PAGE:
You want security? You have to ask for it
I know at Freshleaf we’re a bit guilty of going on (and on) about website and application security, code quality, and the consequences of leaving online data protection to chance. We treat security as a default requirement. But I spotted this article recently that highlighted how often security is overlooked, even by professional developers.
In a study in 2018, researchers in Germany used Freelancer.com to hire 43 professional developers and tasked them with developing the user registration part of a fictitious social networking site. Storing and authenticating user credentials is a common task for developers. And storage of sensitive details such as passwords is just one area where – one might think - security would be considered essential. The research expanded on a similar study the previous year where students were asked to complete a similar task.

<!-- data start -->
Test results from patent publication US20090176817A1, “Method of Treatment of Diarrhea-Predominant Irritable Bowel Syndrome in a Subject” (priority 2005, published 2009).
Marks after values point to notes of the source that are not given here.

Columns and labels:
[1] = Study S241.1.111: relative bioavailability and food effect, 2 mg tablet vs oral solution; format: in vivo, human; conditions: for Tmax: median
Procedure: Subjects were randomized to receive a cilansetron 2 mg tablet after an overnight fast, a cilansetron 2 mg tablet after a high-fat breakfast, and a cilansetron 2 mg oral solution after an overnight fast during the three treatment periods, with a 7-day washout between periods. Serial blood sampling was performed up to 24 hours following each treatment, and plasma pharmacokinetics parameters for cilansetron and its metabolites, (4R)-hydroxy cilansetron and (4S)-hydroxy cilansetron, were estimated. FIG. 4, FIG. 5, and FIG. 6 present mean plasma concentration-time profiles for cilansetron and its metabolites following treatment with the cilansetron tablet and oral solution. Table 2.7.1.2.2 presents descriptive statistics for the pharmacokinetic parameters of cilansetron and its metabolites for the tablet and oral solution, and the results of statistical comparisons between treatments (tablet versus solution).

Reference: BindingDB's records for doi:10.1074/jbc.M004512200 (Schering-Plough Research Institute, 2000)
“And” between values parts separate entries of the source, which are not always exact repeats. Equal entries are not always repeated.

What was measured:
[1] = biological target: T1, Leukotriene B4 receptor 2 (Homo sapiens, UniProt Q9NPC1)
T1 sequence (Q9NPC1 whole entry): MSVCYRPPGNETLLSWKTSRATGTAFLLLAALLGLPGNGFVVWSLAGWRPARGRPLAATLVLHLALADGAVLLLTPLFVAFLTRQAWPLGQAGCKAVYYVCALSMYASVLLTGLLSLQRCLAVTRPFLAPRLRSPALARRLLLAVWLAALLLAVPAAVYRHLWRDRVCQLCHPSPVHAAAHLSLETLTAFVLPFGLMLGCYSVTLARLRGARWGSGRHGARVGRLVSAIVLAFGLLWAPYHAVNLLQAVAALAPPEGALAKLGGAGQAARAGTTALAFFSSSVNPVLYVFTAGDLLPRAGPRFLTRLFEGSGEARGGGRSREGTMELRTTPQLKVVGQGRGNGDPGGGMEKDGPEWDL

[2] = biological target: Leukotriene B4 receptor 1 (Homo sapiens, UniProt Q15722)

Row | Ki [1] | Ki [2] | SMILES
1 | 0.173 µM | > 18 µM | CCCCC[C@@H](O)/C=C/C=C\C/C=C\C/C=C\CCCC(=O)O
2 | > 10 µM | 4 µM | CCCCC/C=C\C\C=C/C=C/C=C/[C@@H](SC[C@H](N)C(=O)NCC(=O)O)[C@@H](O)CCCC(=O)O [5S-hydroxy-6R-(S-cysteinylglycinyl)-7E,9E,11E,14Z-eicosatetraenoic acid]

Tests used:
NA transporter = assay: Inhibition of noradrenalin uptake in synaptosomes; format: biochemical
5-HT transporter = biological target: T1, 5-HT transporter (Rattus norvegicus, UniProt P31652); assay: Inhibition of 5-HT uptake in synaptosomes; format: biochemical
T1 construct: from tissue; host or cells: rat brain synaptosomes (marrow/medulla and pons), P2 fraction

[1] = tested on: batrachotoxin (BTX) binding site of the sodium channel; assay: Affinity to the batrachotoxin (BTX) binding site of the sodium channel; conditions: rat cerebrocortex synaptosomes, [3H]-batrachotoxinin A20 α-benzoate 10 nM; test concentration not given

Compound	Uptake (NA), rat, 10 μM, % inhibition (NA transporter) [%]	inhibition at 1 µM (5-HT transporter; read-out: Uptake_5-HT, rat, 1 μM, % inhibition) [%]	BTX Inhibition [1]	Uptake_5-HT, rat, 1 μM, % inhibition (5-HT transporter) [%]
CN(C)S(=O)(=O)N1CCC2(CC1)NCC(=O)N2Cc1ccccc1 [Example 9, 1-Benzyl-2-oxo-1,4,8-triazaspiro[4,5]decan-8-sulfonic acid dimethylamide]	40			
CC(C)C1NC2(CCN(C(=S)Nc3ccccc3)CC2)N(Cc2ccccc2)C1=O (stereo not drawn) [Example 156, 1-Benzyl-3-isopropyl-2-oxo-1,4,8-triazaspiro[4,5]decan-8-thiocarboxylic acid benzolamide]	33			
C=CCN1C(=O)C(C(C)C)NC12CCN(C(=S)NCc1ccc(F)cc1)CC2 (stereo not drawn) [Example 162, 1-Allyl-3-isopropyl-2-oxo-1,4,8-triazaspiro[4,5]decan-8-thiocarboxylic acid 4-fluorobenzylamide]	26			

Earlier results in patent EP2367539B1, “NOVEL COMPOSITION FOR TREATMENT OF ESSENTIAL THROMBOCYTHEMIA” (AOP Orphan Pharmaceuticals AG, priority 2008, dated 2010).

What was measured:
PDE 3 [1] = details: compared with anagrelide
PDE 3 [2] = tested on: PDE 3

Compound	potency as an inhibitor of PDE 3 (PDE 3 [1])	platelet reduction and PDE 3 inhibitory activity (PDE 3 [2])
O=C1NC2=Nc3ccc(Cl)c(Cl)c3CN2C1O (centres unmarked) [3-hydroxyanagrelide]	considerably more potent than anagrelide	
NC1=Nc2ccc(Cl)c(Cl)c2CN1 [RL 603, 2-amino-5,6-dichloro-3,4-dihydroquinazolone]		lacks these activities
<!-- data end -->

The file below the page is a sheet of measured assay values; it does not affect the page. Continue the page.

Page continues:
Somewhat depressingly, neither the students nor the professionals routinely implemented secure password storage unless explicitly requested; and even then, the attempts at securing the passwords were frequently inadequate. Interviews after the tasks confirmed that – at least for the developers in the study – security was a distant second to functionality in terms of priorities.
Now, grabbing the first 40-odd bids on Freelancer.com will not necessarily net you the most experienced or conscientious pool of developers. But it does highlight the fact that - even in areas where it is manifestly required - security is NOT necessarily a default. So if you're position of planning or commissioning any kind of development project – whether it’s the company website or the next Facebook – security needs to be right up there at the top of your requirements list.